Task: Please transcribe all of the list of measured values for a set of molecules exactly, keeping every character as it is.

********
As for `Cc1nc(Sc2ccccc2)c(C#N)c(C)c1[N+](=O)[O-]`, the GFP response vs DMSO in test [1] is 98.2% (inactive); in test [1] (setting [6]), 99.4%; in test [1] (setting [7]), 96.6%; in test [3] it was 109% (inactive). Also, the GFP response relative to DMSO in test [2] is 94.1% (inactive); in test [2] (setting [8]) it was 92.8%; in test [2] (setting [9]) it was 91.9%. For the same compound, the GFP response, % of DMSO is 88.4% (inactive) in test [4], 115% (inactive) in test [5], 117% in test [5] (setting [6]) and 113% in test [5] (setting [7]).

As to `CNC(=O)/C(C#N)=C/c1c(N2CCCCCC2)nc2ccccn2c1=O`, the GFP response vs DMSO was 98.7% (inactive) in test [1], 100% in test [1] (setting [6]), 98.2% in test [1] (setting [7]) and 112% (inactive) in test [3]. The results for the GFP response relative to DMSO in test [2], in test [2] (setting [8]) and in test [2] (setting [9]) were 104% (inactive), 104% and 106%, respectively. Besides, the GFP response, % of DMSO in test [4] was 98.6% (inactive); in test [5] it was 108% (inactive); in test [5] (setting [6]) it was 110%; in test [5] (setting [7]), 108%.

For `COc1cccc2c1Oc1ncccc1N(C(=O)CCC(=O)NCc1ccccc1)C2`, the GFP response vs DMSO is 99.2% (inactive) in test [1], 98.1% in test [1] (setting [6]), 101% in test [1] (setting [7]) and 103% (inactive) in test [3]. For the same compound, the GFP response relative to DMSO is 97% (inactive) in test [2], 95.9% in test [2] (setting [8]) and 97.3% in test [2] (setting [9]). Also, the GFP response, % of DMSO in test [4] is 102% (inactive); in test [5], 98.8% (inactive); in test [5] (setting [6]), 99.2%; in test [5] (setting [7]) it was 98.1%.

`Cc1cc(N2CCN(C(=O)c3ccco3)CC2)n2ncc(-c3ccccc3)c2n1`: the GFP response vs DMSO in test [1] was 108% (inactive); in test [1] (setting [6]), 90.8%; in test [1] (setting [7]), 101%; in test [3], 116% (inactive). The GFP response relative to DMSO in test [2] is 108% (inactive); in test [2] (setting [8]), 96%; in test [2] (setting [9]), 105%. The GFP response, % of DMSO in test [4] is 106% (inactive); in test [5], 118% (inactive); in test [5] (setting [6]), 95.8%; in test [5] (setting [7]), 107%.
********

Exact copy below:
As for `Cc1nc(Sc2ccccc2)c(C#N)c(C)c1[N+](=O)[O-]`, the GFP response vs DMSO in test [1] is 98.2% (inactive); in test [1] (setting [6]), 99.4%; in test [1] (setting [7]), 96.6%; in test [3] it was 109% (inactive). Also, the GFP response relative to DMSO in test [2] is 94.1% (inactive); in test [2] (setting [8]) it was 92.8%; in test [2] (setting [9]) it was 91.9%. For the same compound, the GFP response, % of DMSO is 88.4% (inactive) in test [4], 115% (inactive) in test [5], 117% in test [5] (setting [6]) and 113% in test [5] (setting [7]).

As to `CNC(=O)/C(C#N)=C/c1c(N2CCCCCC2)nc2ccccn2c1=O`, the GFP response vs DMSO was 98.7% (inactive) in test [1], 100% in test [1] (setting [6]), 98.2% in test [1] (setting [7]) and 112% (inactive) in test [3]. The results for the GFP response relative to DMSO in test [2], in test [2] (setting [8]) and in test [2] (setting [9]) were 104% (inactive), 104% and 106%, respectively. Besides, the GFP response, % of DMSO in test [4] was 98.6% (inactive); in test [5] it was 108% (inactive); in test [5] (setting [6]) it was 110%; in test [5] (setting [7]), 108%.

For `COc1cccc2c1Oc1ncccc1N(C(=O)CCC(=O)NCc1ccccc1)C2`, the GFP response vs DMSO is 99.2% (inactive) in test [1], 98.1% in test [1] (setting [6]), 101% in test [1] (setting [7]) and 103% (inactive) in test [3]. For the same compound, the GFP response relative to DMSO is 97% (inactive) in test [2], 95.9% in test [2] (setting [8]) and 97.3% in test [2] (setting [9]). Also, the GFP response, % of DMSO in test [4] is 102% (inactive); in test [5], 98.8% (inactive); in test [5] (setting [6]), 99.2%; in test [5] (setting [7]) it was 98.1%.

`Cc1cc(N2CCN(C(=O)c3ccco3)CC2)n2ncc(-c3ccccc3)c2n1`: the GFP response vs DMSO in test [1] was 108% (inactive); in test [1] (setting [6]), 90.8%; in test [1] (setting [7]), 101%; in test [3], 116% (inactive). The GFP response relative to DMSO in test [2] is 108% (inactive); in test [2] (setting [8]), 96%; in test [2] (setting [9]), 105%. The GFP response, % of DMSO in test [4] is 106% (inactive); in test [5], 118% (inactive); in test [5] (setting [6]), 95.8%; in test [5] (setting [7]), 107%.